The other day in my neck of the woods, just as I was heading out the driveway to Mass, something sad happened. Three police cars raced down the street, parking haphazardly in front of a home where a large family lives. I don’t know what happened: on the front lawn a young woman cried, a father walked away, children were in distress, and an elderly couple talked with the police. All I could do was pray.
My faith teaches me that despite my inability to fix a situation, Christ wants me to pray. I figured everyone in that home needs prayers. A friend recently told me something she heard while attending Mass in Scotland: we need to pray for those who have no one to pray for them.
Why is this? The mere fact of our existence means that God loves us. Everyone who ever has lived is beloved by God. No matter what kind of a mess we make of our lives, God still loves us. We were conceived in love by God. When I judge others or try to avert my gaze from their distress, I try to imagine them as babies in their mother’s womb, deeply loved by God.
This insight might seem obvious. But my tendency, particularly since becoming a parent, has been to turn away from the pain of others, to cocoon myself in my own family and parish life, avoiding even thinking about others’ struggles. Sometimes I think, I don’t want to be dragged down by these people.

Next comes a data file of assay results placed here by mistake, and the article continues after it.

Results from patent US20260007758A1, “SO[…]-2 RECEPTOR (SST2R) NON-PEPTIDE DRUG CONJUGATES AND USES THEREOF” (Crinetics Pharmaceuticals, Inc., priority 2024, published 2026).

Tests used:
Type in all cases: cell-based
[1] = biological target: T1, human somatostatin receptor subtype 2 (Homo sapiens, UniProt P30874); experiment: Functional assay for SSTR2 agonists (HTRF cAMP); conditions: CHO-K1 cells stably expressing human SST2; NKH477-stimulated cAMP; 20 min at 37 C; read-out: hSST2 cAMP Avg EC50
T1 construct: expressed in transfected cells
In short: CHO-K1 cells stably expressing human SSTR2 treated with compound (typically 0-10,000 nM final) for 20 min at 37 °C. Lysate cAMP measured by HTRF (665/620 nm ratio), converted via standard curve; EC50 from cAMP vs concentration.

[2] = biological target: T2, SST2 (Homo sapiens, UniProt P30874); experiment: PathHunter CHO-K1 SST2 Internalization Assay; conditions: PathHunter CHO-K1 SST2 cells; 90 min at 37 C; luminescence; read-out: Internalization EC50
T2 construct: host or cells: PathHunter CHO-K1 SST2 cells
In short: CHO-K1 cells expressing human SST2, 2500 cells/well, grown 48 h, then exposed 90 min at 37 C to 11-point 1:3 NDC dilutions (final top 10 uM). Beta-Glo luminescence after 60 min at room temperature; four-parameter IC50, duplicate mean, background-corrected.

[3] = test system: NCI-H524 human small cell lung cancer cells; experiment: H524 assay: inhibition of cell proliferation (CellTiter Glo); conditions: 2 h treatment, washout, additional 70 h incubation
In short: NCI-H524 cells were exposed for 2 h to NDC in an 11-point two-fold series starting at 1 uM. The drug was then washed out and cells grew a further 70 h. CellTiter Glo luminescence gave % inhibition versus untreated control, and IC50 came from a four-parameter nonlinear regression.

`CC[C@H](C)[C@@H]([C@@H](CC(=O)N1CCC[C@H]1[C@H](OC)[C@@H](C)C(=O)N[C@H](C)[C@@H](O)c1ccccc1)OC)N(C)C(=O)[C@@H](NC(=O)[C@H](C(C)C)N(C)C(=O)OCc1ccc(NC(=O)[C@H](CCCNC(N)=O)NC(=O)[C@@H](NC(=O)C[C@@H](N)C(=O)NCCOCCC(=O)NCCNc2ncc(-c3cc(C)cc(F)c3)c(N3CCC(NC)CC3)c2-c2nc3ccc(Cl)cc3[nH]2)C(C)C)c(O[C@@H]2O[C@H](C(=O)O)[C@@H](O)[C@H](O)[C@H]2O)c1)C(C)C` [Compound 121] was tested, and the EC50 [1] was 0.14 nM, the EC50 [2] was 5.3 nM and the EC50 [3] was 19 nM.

But Christ brings family, friends and neighbors to us. We are called to look upon them as He, in his overwhelming mercy and love, does.
“God revealed that He desires a personal relationship with us, one based on His very essence which He imprinted on our very nature; “Then God said, ‘Let us make man in our image and likeness….’ So God created man in his own image, in the image of God He created him; male and female He created them” (Genesis 1:26f). What is this essence of God? “God is Love.” (1 John 4:8).
Reading Mark Twain’s Personal Recollections of Joan of Arc last night underlined this point for me once again. In the book’s first section, the narrator recounts a conversation between the young Joan and her village priest in Domrémy about imaginary fairies the children play with. Twain uses this fictional anecdote to show Joan’s understanding of Christ’s love.
When I read this passage, I thought about the people I condemn because their lives are a struggle or because they lack faith. Joan tells her priest: “Who gave these poor creatures a home? God. Who protected them in it all those centuries? God. Who allowed them to dance and play there all those centuries and found no fault with it? God. Who disapproved of God’s approval and put a threat upon them? A man.”
Sometimes, the wounds of the world in front of us seem too deep to bear. Or the confusion and emptiness of those who are lost can feel overwhelming. On this, for the Feast Day of the Assumption of Mary, we can pray.